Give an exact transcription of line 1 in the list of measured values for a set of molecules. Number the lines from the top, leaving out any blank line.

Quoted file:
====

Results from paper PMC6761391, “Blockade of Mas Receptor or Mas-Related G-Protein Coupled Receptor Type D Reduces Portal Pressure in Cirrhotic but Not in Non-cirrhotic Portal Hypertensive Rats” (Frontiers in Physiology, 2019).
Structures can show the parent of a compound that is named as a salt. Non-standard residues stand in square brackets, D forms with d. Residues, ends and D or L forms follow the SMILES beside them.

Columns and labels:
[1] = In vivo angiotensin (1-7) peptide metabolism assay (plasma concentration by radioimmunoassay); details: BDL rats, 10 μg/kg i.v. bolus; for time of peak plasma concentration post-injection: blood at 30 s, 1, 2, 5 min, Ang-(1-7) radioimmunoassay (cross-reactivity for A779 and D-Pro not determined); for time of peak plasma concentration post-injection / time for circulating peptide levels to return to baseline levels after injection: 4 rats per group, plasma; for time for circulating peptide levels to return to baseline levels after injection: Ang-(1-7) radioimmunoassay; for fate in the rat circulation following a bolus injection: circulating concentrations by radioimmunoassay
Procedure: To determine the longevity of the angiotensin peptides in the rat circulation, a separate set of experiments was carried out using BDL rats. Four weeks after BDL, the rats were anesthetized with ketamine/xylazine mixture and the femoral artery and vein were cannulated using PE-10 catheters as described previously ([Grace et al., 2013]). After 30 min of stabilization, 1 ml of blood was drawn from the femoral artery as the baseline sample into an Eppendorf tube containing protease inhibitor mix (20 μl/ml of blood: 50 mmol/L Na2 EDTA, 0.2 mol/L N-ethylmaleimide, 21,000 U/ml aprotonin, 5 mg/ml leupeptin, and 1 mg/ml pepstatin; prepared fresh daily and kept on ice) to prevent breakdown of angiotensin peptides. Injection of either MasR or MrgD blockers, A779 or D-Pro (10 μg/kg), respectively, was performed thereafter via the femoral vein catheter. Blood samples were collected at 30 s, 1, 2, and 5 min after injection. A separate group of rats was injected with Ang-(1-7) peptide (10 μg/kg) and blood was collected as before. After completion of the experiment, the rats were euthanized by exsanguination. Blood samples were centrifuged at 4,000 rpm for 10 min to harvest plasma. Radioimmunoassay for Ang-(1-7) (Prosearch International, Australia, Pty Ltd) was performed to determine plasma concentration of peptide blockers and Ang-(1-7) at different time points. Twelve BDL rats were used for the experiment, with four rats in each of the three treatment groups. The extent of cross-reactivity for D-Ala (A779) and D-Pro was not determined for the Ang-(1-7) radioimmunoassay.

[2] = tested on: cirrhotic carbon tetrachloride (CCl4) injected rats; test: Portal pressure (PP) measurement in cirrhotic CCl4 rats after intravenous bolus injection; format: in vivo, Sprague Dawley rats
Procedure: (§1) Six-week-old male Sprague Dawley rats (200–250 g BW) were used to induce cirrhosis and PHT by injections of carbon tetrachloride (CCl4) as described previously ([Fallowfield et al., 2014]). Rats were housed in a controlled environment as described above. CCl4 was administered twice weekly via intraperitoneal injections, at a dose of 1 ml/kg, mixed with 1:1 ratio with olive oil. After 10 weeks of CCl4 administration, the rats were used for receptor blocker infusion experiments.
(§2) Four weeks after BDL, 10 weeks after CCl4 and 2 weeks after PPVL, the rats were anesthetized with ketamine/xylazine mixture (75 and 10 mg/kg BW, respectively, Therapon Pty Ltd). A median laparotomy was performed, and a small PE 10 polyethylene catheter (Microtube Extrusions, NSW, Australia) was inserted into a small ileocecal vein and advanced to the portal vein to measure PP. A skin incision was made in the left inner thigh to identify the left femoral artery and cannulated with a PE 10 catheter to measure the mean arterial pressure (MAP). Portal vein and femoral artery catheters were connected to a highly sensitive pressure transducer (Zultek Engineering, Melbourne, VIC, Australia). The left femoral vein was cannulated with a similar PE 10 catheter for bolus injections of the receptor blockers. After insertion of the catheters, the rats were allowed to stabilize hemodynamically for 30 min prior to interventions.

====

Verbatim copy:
Results from paper PMC6761391, “Blockade of Mas Receptor or Mas-Related G-Protein Coupled Receptor Type D Reduces Portal Pressure in Cirrhotic but Not in Non-cirrhotic Portal Hypertensive Rats” (Frontiers in Physiology, 2019).